The Perfect Date – L’amour, c’est mieux a deux (2010)
Directed by: Dominique Farrugia, Arnaud Lemort | 100 minutes | comedy, romance | Actors: Clovis Cornillac, Virginie Efira, Manu Payet, Annelise Hesme, Laurence Arné, Shirley Bousquet, Jonathan Lambert, Laurent Lafitte, Sophie Vouzelaud, Emmanuel Suarez, Lancelot Roch, Marie Vincent, Diane Dassigny, Clémence Aubry
In romantic comedies, it is usually women who take center stage. The stories are told from a female perspective and most of the male characters don’t come off very well: they are unreliable, insensitive or uninterested and only interested in one thing: how to get a woman into bed as quickly as possible. The 2010 French comedy ‘The Perfect Date’ (original title ‘L’Amour, c’est mieux à deux’) plays with that pattern of expectations by telling the story from Michel’s (Clovis Cornillac’s) point of view. He is the ‘eternal romantic’ type and dreams of accidentally bumping into the woman of his dreams, just like his parents and grandparents did (and which is rubbed into his head). His best friend Vincent (Manu Payet) is quite the opposite: he has a very dynamic sex life and tries to talk every woman into bed – and he usually succeeds! Despite their differences, the friendship between Michel and Vincent is strong, although it is put to the test.
We meet Michel on the day he marries Hélène (Sophie Vouzelaud). On the same day, ‘best man’ Vincent shares the bed with a Swedish beauty. A year later, Michel is already divorced and Vincent discovers that he has a son named Arvid. Barely recovered from the shock – because what should he do with a child?! – Vincent decides to cheer up his best friend by arranging a blind date for him. Michel hopes for a chance meeting with the woman of his dreams, but what’s against giving fate a helping hand. Through his free-range Nathalie (Annelise Hesme), Vincent meets the beautiful Angèle (Virginie Efira), who turns out to be a perfect match for Michel. And so a chance date is arranged, where Vincent and Nathalie of course don’t show up. After an awkward start, it seems to click and it doesn’t take long before Michel and Angèle are madly in love with each other. But when Michel discovers that his best friend is behind the supposedly spontaneous encounter with Angèle, his world collapses. He breaks up with Angèle, who doesn’t understand anything, and doesn’t want to see Vincent anymore. But he will certainly not be happy without Angèle and as soon as he realizes this, Michel, together with Vincent, will do everything possible to get her back.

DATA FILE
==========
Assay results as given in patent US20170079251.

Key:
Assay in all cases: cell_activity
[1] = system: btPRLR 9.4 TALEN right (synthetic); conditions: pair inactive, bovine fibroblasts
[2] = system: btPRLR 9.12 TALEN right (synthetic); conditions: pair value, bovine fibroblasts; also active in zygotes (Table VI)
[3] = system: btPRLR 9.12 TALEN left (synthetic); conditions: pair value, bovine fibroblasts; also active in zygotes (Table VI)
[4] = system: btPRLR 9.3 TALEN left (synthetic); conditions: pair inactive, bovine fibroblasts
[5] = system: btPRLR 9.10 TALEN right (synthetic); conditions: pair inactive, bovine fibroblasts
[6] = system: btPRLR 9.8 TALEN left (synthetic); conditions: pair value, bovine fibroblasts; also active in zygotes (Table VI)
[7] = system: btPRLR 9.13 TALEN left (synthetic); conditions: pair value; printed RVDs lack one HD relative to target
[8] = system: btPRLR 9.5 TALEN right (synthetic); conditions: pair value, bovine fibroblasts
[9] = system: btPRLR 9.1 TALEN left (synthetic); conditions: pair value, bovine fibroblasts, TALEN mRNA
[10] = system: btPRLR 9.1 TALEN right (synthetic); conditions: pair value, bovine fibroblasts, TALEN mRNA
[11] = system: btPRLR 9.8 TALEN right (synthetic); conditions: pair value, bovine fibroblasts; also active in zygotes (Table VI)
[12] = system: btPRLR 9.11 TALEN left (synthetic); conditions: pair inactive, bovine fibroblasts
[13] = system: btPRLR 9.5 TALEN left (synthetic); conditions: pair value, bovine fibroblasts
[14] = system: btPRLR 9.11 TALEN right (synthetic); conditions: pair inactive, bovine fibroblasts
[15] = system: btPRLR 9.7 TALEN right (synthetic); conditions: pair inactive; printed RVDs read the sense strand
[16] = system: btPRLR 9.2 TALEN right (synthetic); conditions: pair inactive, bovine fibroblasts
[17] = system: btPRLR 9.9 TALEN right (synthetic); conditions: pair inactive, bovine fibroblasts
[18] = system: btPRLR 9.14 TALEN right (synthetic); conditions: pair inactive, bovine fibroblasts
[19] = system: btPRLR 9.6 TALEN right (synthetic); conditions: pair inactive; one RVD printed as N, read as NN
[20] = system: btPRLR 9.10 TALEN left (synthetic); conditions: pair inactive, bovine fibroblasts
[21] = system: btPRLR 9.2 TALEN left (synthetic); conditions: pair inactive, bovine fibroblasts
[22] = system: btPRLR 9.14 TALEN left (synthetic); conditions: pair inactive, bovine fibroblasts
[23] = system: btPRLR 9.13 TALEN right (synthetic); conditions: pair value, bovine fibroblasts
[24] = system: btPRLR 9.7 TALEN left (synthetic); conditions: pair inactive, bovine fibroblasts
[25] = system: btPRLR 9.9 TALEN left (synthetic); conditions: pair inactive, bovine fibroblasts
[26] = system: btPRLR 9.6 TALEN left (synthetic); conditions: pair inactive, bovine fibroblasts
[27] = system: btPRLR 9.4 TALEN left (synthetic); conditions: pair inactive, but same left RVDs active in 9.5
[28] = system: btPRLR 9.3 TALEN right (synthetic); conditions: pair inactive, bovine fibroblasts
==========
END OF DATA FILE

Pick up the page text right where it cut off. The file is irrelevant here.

The story of ‘The Perfect Date’ was written by Arnaud Lemort and Franck Dubosc and the film was directed by Lemort and Dominique Farrugia. The humor in the film is both a strength and a weakness; sometimes it’s too flat for words, but as the film progresses the jokes get so bland that you have to laugh. In any case, ‘The Perfect Date’ needs some time to get going and to get to know the characters. At first you have the idea that Michel is a typical French hothead, who goes through life frustrated and grumpy and desperately clings to the ideal image of perfect love that his parents have created. Why on earth he makes such a big deal out of not meeting Angèle by chance is incomprehensible. But as so often, a man only knows what he’s missing when she’s not there. And as soon as Michel tries to win back Angèle, our resistance to him melts completely. Clovis Cornillac portrays his character wonderfully and also has a nice chemistry with Virginie Efira. We are not immediately enthusiastic about Vincent either: an incorrigible womanizer who shirks his parental duties and then also works as a divorce lawyer. But he too undergoes a drastic development, driven by Nathalie. There are nice supporting roles by Laurence Arné, who has a lot of laughs as Claudine, a friend of Nathalie and Angèle, and Shirley Bousquet who plays wonderfully over the top as Michel’s willing secretary Swan.
Don’t be put off by the lame jokes at the beginning; ‘The Perfect Date’ gets more fun as you get to know the characters and become close to them. Both Michel and Vincent learn that their approach to love may not get them where they want to be. The story is told lightly, with charming actors, a brisk pace and a fine balance between humor and life lessons.